The Application of Logotherapy on Prevention of Suicide in the Youth of Hong Kong
Hong Kong is located in eastern Asia, on the southeast coast of the People’s Republic of China, facing the South China Sea. With a humble beginning as a small fishing village in 1800s, Hong Kong became a colony of the British Empire after the opium wars in 1841. In a few decades, Hong Kong was transformed from a rocky undeveloped mountainous terrain to a major entry point for global trade and seized the opportunity to become one of the world’s international leading financial centers today. In 1997, the sovereignty of Hong Kong was transferred back to the Chinese government and became one of the special administrative regions of the People’s Republic of China. According to the principle of “one country, two systems”, Hong Kong has a different political system from the Chinese mainland and enjoy independent judiciary functions.
Under great influence of the British culture during the colonial era, we could precisely describe Hong Kong as having a “East meets West” culture in which food always holds an important place in our culture. The fusion of east and west makes Hong Kong so unique that it has a reputable label of "Gourmet Paradise" and "World's Fair of Food". The choice of international food is abundant. Wherever you go in Hong Kong, you can easily locate a restaurant that prepares Chinese, Japanese, Western and South-Eastern Asian cuisine.
With the rising concern of suicidal problem among the youth, as a new beginner of logotherapy, I have a vision of applying logotherapy in prevention of suicide among the youth in Hong Kong. In 2006, more than 22% of the suicidal victims aged 25 or below claimed that the cause of their problems were related to family or school. Based on a survey for reasons of suicidal ideation among the adolescents, more than 50% of the respondents indicated that family problem was a major factor that contributed to their feeling of hopelessness. To name a few of these family problems, they include pressure from authoritarian parenting, low parental warmth, improper child-rearing practices and depressing family climate. Hong Kong is a highly competitive society. Most parents and students believe that the best way to earn an identity or recognition in the society is to graduate from a prestigious school with excellent school achievement and work in a big company with promising career development. Therefore, our educational competition starts as early as kindergarten. Nowadays, there is a growing trend of having our young children study in two different kindergartens for Chinese and English language training as well as attending training on music and sports after school in order to enrich their profile for application to study in one of the prestigious primary schools. For students who can not excel in their academic performance, they need to endure a lot of pressure from their family and peer group. Eventually, they become depressed and lose hope in life which resulted in committing suicide.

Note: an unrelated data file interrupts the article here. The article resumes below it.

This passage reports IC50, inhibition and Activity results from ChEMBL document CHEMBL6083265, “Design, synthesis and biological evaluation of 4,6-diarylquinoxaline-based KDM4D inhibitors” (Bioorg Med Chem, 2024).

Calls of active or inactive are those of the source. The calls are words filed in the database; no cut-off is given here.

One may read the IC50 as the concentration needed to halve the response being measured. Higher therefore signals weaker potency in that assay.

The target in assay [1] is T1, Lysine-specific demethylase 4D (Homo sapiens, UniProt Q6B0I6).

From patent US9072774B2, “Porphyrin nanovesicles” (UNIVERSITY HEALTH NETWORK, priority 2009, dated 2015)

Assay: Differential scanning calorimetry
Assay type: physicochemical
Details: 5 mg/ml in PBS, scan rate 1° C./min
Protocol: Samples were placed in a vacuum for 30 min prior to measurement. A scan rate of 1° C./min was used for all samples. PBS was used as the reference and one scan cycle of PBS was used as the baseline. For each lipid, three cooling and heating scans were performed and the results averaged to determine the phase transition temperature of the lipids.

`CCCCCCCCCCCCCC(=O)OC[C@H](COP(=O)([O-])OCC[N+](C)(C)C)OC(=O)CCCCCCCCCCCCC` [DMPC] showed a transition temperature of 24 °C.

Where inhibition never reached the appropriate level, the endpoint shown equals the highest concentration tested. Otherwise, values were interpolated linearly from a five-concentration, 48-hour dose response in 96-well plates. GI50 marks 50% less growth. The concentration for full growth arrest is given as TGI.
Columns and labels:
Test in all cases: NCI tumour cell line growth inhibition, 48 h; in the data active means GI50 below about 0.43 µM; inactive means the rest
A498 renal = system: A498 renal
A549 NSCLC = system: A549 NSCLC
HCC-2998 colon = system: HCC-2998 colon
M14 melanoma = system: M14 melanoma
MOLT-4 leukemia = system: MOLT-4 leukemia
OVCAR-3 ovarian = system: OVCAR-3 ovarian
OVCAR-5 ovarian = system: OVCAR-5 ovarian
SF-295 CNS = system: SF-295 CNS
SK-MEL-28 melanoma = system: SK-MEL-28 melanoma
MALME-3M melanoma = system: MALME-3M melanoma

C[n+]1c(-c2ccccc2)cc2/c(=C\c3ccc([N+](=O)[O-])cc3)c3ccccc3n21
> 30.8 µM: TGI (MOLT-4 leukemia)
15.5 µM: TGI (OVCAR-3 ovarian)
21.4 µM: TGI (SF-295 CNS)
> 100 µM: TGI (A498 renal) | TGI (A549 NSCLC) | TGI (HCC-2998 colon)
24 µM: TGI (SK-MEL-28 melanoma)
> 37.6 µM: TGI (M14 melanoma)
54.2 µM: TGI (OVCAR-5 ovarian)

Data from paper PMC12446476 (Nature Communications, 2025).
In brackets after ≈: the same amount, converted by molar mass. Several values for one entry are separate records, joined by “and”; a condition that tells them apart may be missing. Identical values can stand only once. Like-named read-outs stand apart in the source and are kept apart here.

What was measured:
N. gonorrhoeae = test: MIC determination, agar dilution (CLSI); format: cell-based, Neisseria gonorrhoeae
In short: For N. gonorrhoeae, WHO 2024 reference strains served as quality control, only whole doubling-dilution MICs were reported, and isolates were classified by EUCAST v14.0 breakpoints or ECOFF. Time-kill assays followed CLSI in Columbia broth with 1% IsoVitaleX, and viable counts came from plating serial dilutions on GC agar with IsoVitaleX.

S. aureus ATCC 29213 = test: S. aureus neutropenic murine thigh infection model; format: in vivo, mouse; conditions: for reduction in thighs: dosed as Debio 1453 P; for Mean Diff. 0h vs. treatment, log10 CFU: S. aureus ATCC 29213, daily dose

According to the suicidal prevention program initiated by Dr. Viktor Frankl in the Theresienstadt concentration camp, we need to save our children and adolescents from committing suicide by helping them to find their meaning of life before they develop a sense of hopelessness in their problem situations. In the camp, Dr. Frankl’s suicide intervention teams were responsible for taking care of the new arrivals by easing their shock against the hostile living environment as well as keeping them up with hope for the future. The core belief of logotherapy is to help individuals to discover for themselves their reason for being. In Man’s Search for Meaning, Dr. Frankl quoted Nietzche saying, "He who has a why to live for can bear almost any how" and wrote “The meaning of life always changes, but it never ceases”.
After I read an article named “The Application of Logotherapy in Education” from Bianca Hirsch , I am excited to note that logotherapy, as a therapeutic tool, is useful in helping children and adults change behavior and attitudes and thus gain control in their lives. With its action-oriented approach, it allows the participants to assume responsibility for their own behavior. In this article, she has identified few working tools that could be used to strengthen our students in confronting their problem situations. (i) The logochart helps students to focus on specific activities, provides freedom to prioritize and choose, and identifies behaviors that can be incorporated (or eliminated) in order to enhance the individual’s growth and development. (2) Socratic dialogue may be used to help the students to identify their feelings, problems and concerns as well as bringing them into an awareness that they are not helpless victims; (3) For adolescents, the life purpose questionnaire can be used to measure the degree of life-meaning.
As I build up my knowledge and understanding of logotherapy after attending the training offered by the Logotherapy Institute, I shall exhaust all available opportunities in Hong Kong to promote the application of logotherapy in helping the children to find their meaning of life and teach the parents to help their children to do so. Then, the greater China will be my next target for the promotion of using logotherapy in suicidal prevention.
"The View From Hong Kong SAR Under China"
Posted on Thu, September 15, 2011
by Cindy Leung filed under